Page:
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Thurston jobless rate hits 9%

Thurston County's unemployment rate rose to 9 percent in February, although the county added 800 jobs last month after shedding 2,200 in January, according to data released Tuesday by the state Employment Security Department.

The county’s jobless rate increased from a revised 8.6 percent rate in January but still was lower than the seasonally adjusted statewide jobless rate of 9.5 percent and the U.S. unemployment rate of 9.7 percent.

The county added more jobs in state and local government and the leisure and hospitality industries and shed jobs in retail trade and construction. Still, the net job growth in the January-to-February period didn’t lower the overall jobless rate, likely because of discouraged workers who have stopped looking for employment, regional economist Jim Vleming said. He said he expects the jobless rate to fall in the coming months, as better weather means more seasonal employment opportunities, although decisions related to the state budget still could weaken local job growth.

Some seasonal hiring already is under way. The Lowe’s home-improvement store on Martin Way in Olympia is looking to fill nine positions, and store representatives took part Tuesday in a hiring event organized by Thurston County WorkSource and Westfield Capital mall. The two organizations held a similar event last week for Affiliated Computer Services, a division of Xerox that operates a call center in Tumwater.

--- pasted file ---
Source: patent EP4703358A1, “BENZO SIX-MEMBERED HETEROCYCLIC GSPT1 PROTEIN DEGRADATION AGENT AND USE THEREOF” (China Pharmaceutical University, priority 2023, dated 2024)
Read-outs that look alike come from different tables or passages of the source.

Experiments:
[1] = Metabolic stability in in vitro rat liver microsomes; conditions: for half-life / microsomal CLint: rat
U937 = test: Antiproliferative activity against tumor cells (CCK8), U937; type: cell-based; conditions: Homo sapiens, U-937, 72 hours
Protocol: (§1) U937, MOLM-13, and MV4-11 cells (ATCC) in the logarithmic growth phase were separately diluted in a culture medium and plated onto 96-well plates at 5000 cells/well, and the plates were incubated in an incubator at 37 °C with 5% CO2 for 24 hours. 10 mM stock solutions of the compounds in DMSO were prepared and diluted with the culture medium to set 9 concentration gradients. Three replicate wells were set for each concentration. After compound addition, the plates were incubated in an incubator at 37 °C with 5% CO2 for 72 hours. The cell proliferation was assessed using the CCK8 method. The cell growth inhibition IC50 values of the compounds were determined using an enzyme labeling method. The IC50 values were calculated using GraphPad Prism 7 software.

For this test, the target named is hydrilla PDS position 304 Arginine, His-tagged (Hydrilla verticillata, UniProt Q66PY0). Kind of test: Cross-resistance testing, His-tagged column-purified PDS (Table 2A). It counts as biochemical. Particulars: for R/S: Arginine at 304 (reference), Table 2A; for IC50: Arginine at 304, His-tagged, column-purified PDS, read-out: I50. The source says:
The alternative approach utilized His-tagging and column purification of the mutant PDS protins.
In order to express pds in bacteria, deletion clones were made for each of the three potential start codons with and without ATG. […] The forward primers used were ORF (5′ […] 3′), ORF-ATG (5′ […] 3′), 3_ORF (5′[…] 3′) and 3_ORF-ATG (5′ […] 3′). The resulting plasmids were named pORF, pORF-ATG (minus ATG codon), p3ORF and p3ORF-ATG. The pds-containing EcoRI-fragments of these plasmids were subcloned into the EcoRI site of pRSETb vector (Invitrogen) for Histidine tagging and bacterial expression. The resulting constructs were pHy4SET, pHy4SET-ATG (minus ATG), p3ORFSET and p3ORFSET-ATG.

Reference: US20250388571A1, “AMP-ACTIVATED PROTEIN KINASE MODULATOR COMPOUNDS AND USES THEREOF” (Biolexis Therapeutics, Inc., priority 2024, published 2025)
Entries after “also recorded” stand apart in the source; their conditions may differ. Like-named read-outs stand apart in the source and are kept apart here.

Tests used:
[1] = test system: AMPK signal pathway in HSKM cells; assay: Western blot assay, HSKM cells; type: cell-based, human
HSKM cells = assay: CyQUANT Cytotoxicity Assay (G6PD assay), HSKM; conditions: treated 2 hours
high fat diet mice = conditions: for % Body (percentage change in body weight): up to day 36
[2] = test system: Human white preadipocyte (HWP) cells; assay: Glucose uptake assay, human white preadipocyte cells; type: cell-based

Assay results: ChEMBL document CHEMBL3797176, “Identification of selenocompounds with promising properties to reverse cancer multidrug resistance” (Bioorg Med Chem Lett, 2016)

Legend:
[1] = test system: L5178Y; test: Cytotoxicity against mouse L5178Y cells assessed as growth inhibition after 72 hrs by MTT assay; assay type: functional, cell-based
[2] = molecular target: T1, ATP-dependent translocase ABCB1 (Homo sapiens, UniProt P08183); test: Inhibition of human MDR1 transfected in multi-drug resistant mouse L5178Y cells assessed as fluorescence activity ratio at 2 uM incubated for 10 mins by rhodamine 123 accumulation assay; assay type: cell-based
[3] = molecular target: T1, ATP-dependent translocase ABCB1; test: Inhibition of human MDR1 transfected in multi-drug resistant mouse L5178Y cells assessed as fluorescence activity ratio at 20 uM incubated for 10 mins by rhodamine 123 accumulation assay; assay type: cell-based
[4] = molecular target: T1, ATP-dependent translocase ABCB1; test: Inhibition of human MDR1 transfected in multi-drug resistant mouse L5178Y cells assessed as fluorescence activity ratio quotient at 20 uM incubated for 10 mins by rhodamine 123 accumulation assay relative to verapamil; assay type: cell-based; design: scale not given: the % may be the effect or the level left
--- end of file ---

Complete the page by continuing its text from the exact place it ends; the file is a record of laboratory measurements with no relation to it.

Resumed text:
About 72 job seekers showed up to apply for the Lowe’s jobs, part of a hiring event that was scheduled to end at noon but stretched into the afternoon because of the turnout, human resource manager Charles Kennedy said. He said the average wage for the positions is $8.88 to $10.47 per hour, although it could be higher for people with more experience. An estimated 60 or so job seekers attended the call center hiring event last week.

Meanwhile, other job seekers could be found at Thurston County WorkSource’s main office in Tumwater. There, Dennis Laird, 44, of Olympia said he has been looking for work for seven months. During that time, he has filled out seven to 10 applications a week and has received only two phone calls, Laird said.

Gaia Thomas, 31, of Olympia, last had a temporary job with the state that ended Jan. 15. Since, she has been looking for work in public relations but acknowledged that it sometimes is a challenge to remain upbeat about her job search when so many others are looking for work.

“You can hear that people are scared, and that’s taxing,” Thomas said. “It’s hard to focus sometimes.”

Still, she praised the WorkSource resources, including her experience working with a job counselor. She said other job seekers should do the same.

“Don’t do it alone,” Thomas said. “Get help from people who know how to do it.”

Rolf Boone: 360-754-5403

rboone@theolympian.com

www.theolympian.com/bizblog

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